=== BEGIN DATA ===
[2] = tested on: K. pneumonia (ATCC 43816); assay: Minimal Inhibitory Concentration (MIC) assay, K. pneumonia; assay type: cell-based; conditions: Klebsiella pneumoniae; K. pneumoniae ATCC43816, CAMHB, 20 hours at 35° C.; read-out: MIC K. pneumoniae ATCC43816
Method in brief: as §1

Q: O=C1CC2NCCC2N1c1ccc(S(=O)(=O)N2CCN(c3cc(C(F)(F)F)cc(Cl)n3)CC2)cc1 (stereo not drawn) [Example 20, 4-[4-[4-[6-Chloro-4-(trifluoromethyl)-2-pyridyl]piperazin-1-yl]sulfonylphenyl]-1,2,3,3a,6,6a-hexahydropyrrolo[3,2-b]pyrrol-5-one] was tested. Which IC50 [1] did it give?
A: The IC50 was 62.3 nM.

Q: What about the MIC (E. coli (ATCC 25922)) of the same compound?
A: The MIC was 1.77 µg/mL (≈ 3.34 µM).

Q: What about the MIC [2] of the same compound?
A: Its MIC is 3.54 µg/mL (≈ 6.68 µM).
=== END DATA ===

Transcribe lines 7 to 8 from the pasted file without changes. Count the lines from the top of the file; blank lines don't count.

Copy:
Q: What about the MIC [2] of the same compound?
A: Its MIC is 3.54 µg/mL (≈ 6.68 µM).